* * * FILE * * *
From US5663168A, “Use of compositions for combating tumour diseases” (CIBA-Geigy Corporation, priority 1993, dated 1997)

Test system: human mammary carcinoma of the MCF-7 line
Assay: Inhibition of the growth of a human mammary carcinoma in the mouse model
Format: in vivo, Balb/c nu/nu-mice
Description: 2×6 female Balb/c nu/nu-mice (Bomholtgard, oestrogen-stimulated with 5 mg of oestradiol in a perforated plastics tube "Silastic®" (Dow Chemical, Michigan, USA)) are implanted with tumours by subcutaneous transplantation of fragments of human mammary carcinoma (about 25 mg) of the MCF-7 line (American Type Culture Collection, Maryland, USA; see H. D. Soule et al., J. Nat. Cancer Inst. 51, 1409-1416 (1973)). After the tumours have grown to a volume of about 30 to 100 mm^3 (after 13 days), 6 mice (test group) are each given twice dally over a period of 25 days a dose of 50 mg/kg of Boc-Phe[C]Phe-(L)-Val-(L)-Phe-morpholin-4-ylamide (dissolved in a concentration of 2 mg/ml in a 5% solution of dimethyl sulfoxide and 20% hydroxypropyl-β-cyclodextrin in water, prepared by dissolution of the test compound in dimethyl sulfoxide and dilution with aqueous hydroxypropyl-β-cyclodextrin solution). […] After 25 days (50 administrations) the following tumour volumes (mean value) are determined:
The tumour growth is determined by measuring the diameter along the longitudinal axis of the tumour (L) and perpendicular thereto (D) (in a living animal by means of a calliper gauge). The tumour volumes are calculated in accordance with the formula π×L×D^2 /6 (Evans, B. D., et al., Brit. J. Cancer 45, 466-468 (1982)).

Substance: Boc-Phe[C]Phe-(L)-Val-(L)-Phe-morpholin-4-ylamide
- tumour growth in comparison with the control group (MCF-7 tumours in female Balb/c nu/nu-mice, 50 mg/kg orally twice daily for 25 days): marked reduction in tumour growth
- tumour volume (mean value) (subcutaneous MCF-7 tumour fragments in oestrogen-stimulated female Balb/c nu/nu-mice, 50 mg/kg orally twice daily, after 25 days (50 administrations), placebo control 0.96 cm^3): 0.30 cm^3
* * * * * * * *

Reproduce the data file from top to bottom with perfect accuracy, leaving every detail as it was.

From US5663168A, “Use of compositions for combating tumour diseases” (CIBA-Geigy Corporation, priority 1993, dated 1997)

Test system: human mammary carcinoma of the MCF-7 line
Assay: Inhibition of the growth of a human mammary carcinoma in the mouse model
Format: in vivo, Balb/c nu/nu-mice
Description: 2×6 female Balb/c nu/nu-mice (Bomholtgard, oestrogen-stimulated with 5 mg of oestradiol in a perforated plastics tube "Silastic®" (Dow Chemical, Michigan, USA)) are implanted with tumours by subcutaneous transplantation of fragments of human mammary carcinoma (about 25 mg) of the MCF-7 line (American Type Culture Collection, Maryland, USA; see H. D. Soule et al., J. Nat. Cancer Inst. 51, 1409-1416 (1973)). After the tumours have grown to a volume of about 30 to 100 mm^3 (after 13 days), 6 mice (test group) are each given twice dally over a period of 25 days a dose of 50 mg/kg of Boc-Phe[C]Phe-(L)-Val-(L)-Phe-morpholin-4-ylamide (dissolved in a concentration of 2 mg/ml in a 5% solution of dimethyl sulfoxide and 20% hydroxypropyl-β-cyclodextrin in water, prepared by dissolution of the test compound in dimethyl sulfoxide and dilution with aqueous hydroxypropyl-β-cyclodextrin solution). […] After 25 days (50 administrations) the following tumour volumes (mean value) are determined:
The tumour growth is determined by measuring the diameter along the longitudinal axis of the tumour (L) and perpendicular thereto (D) (in a living animal by means of a calliper gauge). The tumour volumes are calculated in accordance with the formula π×L×D^2 /6 (Evans, B. D., et al., Brit. J. Cancer 45, 466-468 (1982)).

Substance: Boc-Phe[C]Phe-(L)-Val-(L)-Phe-morpholin-4-ylamide
- tumour growth in comparison with the control group (MCF-7 tumours in female Balb/c nu/nu-mice, 50 mg/kg orally twice daily for 25 days): marked reduction in tumour growth
- tumour volume (mean value) (subcutaneous MCF-7 tumour fragments in oestrogen-stimulated female Balb/c nu/nu-mice, 50 mg/kg orally twice daily, after 25 days (50 administrations), placebo control 0.96 cm^3): 0.30 cm^3